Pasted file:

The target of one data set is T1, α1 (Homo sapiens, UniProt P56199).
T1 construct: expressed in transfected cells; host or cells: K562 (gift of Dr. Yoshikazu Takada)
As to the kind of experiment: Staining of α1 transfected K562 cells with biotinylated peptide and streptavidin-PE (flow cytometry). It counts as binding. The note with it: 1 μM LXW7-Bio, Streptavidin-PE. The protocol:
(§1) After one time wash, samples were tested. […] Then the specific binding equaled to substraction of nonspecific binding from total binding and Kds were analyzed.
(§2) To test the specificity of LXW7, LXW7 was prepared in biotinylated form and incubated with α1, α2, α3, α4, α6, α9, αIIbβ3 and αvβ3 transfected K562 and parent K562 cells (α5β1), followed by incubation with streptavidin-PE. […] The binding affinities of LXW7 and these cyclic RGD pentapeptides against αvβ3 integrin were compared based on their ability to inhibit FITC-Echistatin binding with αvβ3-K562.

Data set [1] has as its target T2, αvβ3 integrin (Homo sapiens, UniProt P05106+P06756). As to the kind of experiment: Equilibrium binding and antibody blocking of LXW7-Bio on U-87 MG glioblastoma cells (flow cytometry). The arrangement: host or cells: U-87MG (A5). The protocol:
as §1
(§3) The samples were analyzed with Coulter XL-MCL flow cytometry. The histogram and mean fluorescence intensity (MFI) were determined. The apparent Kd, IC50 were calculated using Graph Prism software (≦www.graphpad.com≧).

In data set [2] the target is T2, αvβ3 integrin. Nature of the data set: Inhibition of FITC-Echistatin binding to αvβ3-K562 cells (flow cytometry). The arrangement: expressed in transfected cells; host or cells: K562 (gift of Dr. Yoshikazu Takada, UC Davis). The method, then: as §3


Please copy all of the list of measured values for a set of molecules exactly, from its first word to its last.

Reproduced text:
The target of one data set is T1, α1 (Homo sapiens, UniProt P56199).
T1 construct: expressed in transfected cells; host or cells: K562 (gift of Dr. Yoshikazu Takada)
As to the kind of experiment: Staining of α1 transfected K562 cells with biotinylated peptide and streptavidin-PE (flow cytometry). It counts as binding. The note with it: 1 μM LXW7-Bio, Streptavidin-PE. The protocol:
(§1) After one time wash, samples were tested. […] Then the specific binding equaled to substraction of nonspecific binding from total binding and Kds were analyzed.
(§2) To test the specificity of LXW7, LXW7 was prepared in biotinylated form and incubated with α1, α2, α3, α4, α6, α9, αIIbβ3 and αvβ3 transfected K562 and parent K562 cells (α5β1), followed by incubation with streptavidin-PE. […] The binding affinities of LXW7 and these cyclic RGD pentapeptides against αvβ3 integrin were compared based on their ability to inhibit FITC-Echistatin binding with αvβ3-K562.

Data set [1] has as its target T2, αvβ3 integrin (Homo sapiens, UniProt P05106+P06756). As to the kind of experiment: Equilibrium binding and antibody blocking of LXW7-Bio on U-87 MG glioblastoma cells (flow cytometry). The arrangement: host or cells: U-87MG (A5). The protocol:
as §1
(§3) The samples were analyzed with Coulter XL-MCL flow cytometry. The histogram and mean fluorescence intensity (MFI) were determined. The apparent Kd, IC50 were calculated using Graph Prism software (≦www.graphpad.com≧).

In data set [2] the target is T2, αvβ3 integrin. Nature of the data set: Inhibition of FITC-Echistatin binding to αvβ3-K562 cells (flow cytometry). The arrangement: expressed in transfected cells; host or cells: K562 (gift of Dr. Yoshikazu Takada, UC Davis). The method, then: as §3